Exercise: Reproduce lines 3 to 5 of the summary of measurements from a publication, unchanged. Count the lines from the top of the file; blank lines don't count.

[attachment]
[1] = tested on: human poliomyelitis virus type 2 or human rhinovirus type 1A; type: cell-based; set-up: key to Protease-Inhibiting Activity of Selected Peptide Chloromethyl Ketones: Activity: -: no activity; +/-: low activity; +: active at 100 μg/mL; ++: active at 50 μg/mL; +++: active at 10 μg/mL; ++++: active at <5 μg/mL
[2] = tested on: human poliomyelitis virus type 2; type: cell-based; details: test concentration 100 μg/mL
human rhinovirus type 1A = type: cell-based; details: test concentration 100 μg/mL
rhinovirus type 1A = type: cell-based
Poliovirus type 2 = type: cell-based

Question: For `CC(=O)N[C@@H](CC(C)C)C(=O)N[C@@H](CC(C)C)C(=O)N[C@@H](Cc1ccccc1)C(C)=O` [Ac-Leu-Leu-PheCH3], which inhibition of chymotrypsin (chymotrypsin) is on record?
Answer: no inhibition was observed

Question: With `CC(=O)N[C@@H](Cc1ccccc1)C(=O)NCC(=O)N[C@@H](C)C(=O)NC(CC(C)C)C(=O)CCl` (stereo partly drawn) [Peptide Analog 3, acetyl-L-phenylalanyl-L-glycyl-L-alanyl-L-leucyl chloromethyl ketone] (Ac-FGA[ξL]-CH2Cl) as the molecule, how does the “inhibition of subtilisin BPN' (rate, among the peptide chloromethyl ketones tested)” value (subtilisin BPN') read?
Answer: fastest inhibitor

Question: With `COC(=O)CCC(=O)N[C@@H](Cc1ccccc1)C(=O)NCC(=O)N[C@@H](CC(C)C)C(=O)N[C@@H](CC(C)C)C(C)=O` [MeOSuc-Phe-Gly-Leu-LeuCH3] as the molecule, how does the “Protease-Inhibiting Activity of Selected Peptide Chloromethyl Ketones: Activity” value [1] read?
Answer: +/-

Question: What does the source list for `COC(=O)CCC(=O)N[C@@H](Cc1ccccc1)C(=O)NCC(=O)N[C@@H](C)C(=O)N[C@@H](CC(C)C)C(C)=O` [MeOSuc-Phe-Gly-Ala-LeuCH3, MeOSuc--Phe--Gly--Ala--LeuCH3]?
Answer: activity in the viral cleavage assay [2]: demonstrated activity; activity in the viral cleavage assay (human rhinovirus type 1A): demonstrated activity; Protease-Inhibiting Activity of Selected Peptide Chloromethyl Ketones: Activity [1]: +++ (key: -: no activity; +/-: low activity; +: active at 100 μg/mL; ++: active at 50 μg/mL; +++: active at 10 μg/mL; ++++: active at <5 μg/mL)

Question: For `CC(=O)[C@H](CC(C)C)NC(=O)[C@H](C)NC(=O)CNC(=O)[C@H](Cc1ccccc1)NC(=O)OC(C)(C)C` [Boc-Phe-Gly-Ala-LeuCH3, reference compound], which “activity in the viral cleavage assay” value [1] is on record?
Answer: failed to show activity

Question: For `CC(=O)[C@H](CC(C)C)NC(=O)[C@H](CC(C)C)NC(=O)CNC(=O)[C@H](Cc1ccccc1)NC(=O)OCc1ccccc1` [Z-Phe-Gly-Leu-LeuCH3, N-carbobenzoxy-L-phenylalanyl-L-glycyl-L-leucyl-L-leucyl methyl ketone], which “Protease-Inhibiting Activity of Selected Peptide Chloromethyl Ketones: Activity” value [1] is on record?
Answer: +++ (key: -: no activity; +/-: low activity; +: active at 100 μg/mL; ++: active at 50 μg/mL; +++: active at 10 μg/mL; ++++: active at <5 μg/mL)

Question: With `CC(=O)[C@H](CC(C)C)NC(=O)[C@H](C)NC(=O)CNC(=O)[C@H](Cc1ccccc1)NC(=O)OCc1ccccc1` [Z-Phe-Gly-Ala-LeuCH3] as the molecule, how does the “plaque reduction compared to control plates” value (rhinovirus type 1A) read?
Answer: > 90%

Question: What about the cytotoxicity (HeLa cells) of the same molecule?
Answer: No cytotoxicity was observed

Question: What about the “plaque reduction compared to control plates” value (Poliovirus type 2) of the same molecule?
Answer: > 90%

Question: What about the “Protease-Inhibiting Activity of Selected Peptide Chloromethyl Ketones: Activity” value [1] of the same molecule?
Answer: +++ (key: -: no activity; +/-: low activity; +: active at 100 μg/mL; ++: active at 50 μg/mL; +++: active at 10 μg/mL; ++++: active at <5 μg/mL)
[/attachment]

human rhinovirus type 1A = type: cell-based; details: test concentration 100 μg/mL
rhinovirus type 1A = type: cell-based
Poliovirus type 2 = type: cell-based